The Caggiula, Strome, Jokinen line absolutely crushed in terms of possession and scoring chance numbers. To be honest, I didn’t notice them out there that much save for the one terrible back check I pointed out earlier and a few good chances in the offensive zone, but they must be doing something right. As a group, they put up shot attempt numbers over 60 percent and scoring chance numbers over 75 percent. Still, they can’t seem to convert. On the flip side, the McDavid, Maroon, Draisaitl line got completely caved in going up against Trevor Daley and Jonathan Ericsson and largely Henrik Zetterberg. That was noticeable. When that line isn’t flying, this team isn’t winning.
- After the team’s strong showing against Taylor Hall and the high flying Devils, this game was a massive letdown. The Red Wings are not a good team. They have some speed and skill, but this a team who routinely gets caved in because of a mediocre blueline and poor depth forwards. Edmonton getting completely shut down by this Red Wings team in the final home game before a tough four-game road trip is very troubling.
- I think it’s time to split up Connor McDavid and Leon Draisaitl. Putting them together generally gives the Oilers a dominant top line that can score on anyone. They were shut down yesterday, but I think that was more of an anomaly than anything else. Regardless, when the Oilers were successful in last year’s playoffs, both star centres anchored their own line. Give Ryan Nugent-Hopkins a winger like Draisaitl to spread the scoring out and make this forward group a little more difficult to match up against.
- The team is 4-8-1 at this point. Generally, if a team is out of it by American Thanksgiving, they don’t come back and make the playoffs. Thanksgiving is on Nov. 23, and the Oilers have nine games until then to make up about seven points in the standings to be in the thick of the race in a heavy Western Conference. There’s still time to make up that ground, but that nine-game stretch features two games against the St. Louis Blues, who right now look like the best team in the West.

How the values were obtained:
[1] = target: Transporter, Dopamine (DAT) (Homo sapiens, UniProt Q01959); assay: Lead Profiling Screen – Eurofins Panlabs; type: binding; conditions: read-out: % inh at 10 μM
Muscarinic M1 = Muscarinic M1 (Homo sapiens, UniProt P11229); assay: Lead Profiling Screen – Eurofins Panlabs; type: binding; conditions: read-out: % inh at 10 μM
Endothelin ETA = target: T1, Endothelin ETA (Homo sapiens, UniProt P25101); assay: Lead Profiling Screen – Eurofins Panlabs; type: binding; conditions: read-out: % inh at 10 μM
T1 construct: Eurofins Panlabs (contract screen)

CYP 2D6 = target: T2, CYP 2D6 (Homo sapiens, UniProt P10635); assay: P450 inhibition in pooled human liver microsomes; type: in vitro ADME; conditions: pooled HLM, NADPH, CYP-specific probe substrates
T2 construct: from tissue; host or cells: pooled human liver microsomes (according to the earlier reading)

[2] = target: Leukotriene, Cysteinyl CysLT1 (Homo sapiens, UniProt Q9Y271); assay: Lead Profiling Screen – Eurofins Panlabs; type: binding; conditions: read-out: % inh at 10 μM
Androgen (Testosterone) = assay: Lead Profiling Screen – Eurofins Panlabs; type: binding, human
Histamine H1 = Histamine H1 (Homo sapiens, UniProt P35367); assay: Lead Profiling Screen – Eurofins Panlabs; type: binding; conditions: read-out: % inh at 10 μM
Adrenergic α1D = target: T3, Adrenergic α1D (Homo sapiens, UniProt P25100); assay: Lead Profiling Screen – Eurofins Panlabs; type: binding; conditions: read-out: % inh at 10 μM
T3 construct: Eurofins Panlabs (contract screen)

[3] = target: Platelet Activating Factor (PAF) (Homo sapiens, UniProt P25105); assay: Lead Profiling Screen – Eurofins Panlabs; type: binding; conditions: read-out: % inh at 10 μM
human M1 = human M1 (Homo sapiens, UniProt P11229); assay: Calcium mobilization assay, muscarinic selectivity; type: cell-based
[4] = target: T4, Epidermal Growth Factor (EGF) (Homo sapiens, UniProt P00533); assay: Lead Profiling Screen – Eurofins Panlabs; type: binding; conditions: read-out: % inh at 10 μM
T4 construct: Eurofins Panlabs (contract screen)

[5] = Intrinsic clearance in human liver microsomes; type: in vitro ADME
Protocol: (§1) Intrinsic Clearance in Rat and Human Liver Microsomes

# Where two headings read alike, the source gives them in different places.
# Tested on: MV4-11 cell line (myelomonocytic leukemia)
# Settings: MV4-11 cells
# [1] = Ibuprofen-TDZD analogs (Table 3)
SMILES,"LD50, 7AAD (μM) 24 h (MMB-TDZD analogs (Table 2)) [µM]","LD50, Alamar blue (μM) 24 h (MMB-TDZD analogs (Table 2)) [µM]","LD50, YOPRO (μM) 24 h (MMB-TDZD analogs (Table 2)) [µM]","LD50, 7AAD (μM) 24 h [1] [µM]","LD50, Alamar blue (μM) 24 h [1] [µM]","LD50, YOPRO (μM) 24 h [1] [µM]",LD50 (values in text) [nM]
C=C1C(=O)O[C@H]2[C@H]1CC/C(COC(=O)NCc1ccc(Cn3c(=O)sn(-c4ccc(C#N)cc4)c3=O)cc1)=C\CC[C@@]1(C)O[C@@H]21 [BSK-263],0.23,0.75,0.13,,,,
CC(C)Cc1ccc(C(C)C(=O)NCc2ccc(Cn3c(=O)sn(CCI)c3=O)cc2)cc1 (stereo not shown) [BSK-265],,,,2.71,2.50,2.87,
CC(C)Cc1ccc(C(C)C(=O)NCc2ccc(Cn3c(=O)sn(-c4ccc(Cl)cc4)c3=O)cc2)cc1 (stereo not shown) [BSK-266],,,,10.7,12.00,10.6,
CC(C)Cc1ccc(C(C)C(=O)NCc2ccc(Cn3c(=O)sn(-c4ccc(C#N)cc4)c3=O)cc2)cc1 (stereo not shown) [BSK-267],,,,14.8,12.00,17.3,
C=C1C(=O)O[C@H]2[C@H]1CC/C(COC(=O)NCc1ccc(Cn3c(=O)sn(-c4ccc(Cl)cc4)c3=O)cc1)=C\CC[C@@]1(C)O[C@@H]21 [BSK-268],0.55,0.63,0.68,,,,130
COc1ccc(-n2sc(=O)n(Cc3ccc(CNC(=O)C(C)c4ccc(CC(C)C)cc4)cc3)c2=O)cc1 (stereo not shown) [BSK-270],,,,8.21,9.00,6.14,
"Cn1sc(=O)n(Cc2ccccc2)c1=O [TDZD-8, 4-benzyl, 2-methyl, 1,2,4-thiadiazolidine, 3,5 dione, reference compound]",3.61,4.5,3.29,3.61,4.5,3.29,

- Who’s going to be scapegoated for this terrible start? Will the team ride it out and hope things get better or is there going to be a panic move? Ottawa, Nashville, and Colorado showed us that deals can absolutely be made at this point in the season when the teams came together for a three-way deal involving Matt Duchene Sunday evening. I didn’t expect the team to use their large amount of free cap room until the deadline, but at the rate things are going, they might be out of it by then. Another thing to consider is the security of Todd McLellan. I don’t really think he’s responsible for this poor showing, but I see a parallel between this team’s situation and the one the Penguins were in back in 2015-16. Mike Johnston had the team at a mediocre 15-10-3 record and was fired in December. The were rumours that there was a rift between Johnston and Sidney Crosby and the team went on to win back-to-back Stanley Cups after he was replaced by Mike Sullivan.